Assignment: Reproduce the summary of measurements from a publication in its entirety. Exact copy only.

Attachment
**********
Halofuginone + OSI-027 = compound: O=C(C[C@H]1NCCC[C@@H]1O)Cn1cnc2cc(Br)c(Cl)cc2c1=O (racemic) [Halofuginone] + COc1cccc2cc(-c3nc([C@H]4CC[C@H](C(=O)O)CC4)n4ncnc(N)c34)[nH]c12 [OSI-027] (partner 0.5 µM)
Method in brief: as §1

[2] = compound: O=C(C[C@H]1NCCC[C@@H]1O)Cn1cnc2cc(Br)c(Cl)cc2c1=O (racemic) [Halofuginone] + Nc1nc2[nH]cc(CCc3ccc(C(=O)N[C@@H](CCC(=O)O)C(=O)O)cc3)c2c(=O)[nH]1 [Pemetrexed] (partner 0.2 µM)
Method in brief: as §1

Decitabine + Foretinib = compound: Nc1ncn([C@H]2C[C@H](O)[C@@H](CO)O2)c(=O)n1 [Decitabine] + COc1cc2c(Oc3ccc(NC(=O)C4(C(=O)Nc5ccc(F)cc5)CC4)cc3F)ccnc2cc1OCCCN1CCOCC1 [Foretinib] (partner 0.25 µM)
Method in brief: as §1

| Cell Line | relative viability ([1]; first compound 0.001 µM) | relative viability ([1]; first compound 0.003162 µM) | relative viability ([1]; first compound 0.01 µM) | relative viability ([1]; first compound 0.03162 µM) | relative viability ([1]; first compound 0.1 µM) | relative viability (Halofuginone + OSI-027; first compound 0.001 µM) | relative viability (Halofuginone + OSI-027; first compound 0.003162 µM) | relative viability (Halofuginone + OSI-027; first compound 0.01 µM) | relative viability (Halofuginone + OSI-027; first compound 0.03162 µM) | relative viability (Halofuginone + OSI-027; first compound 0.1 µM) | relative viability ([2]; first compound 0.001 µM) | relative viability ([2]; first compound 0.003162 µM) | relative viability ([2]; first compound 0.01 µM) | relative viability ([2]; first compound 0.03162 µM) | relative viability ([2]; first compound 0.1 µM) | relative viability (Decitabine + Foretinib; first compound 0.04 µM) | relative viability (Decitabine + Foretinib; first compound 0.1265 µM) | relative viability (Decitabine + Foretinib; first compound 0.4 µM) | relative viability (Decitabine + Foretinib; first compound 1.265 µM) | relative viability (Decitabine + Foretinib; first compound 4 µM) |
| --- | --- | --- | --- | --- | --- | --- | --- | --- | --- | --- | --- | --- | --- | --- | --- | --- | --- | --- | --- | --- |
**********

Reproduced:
Halofuginone + OSI-027 = compound: O=C(C[C@H]1NCCC[C@@H]1O)Cn1cnc2cc(Br)c(Cl)cc2c1=O (racemic) [Halofuginone] + COc1cccc2cc(-c3nc([C@H]4CC[C@H](C(=O)O)CC4)n4ncnc(N)c34)[nH]c12 [OSI-027] (partner 0.5 µM)
Method in brief: as §1

[2] = compound: O=C(C[C@H]1NCCC[C@@H]1O)Cn1cnc2cc(Br)c(Cl)cc2c1=O (racemic) [Halofuginone] + Nc1nc2[nH]cc(CCc3ccc(C(=O)N[C@@H](CCC(=O)O)C(=O)O)cc3)c2c(=O)[nH]1 [Pemetrexed] (partner 0.2 µM)
Method in brief: as §1

Decitabine + Foretinib = compound: Nc1ncn([C@H]2C[C@H](O)[C@@H](CO)O2)c(=O)n1 [Decitabine] + COc1cc2c(Oc3ccc(NC(=O)C4(C(=O)Nc5ccc(F)cc5)CC4)cc3F)ccnc2cc1OCCCN1CCOCC1 [Foretinib] (partner 0.25 µM)
Method in brief: as §1

| Cell Line | relative viability ([1]; first compound 0.001 µM) | relative viability ([1]; first compound 0.003162 µM) | relative viability ([1]; first compound 0.01 µM) | relative viability ([1]; first compound 0.03162 µM) | relative viability ([1]; first compound 0.1 µM) | relative viability (Halofuginone + OSI-027; first compound 0.001 µM) | relative viability (Halofuginone + OSI-027; first compound 0.003162 µM) | relative viability (Halofuginone + OSI-027; first compound 0.01 µM) | relative viability (Halofuginone + OSI-027; first compound 0.03162 µM) | relative viability (Halofuginone + OSI-027; first compound 0.1 µM) | relative viability ([2]; first compound 0.001 µM) | relative viability ([2]; first compound 0.003162 µM) | relative viability ([2]; first compound 0.01 µM) | relative viability ([2]; first compound 0.03162 µM) | relative viability ([2]; first compound 0.1 µM) | relative viability (Decitabine + Foretinib; first compound 0.04 µM) | relative viability (Decitabine + Foretinib; first compound 0.1265 µM) | relative viability (Decitabine + Foretinib; first compound 0.4 µM) | relative viability (Decitabine + Foretinib; first compound 1.265 µM) | relative viability (Decitabine + Foretinib; first compound 4 µM) |
| --- | --- | --- | --- | --- | --- | --- | --- | --- | --- | --- | --- | --- | --- | --- | --- | --- | --- | --- | --- | --- |